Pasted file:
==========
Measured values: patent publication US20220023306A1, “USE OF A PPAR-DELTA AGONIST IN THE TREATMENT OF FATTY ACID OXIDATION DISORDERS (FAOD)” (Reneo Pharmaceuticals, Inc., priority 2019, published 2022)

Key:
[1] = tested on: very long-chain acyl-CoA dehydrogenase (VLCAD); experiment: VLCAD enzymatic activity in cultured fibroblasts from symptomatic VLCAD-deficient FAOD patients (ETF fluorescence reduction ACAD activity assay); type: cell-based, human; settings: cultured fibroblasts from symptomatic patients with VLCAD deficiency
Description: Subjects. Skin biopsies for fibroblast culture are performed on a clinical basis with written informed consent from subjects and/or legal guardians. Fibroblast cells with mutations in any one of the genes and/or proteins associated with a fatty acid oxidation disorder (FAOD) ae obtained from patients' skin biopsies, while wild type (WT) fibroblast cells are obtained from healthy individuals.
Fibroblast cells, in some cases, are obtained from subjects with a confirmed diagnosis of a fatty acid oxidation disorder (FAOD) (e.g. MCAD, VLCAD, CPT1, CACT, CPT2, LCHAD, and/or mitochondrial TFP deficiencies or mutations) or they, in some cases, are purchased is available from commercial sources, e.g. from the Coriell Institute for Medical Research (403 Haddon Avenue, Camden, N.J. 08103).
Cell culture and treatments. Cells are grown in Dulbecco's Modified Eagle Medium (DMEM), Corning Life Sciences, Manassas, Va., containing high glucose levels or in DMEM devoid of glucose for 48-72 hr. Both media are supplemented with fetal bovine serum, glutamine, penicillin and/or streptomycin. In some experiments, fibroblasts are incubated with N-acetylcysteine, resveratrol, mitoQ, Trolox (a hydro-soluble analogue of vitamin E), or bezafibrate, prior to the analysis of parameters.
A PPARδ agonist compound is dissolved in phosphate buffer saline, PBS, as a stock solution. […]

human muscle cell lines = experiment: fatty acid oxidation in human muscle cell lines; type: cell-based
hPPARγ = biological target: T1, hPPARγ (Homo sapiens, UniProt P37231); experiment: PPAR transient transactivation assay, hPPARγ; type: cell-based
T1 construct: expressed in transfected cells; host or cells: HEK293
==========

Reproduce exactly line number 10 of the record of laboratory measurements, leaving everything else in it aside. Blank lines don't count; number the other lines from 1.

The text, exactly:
T1 construct: expressed in transfected cells; host or cells: HEK293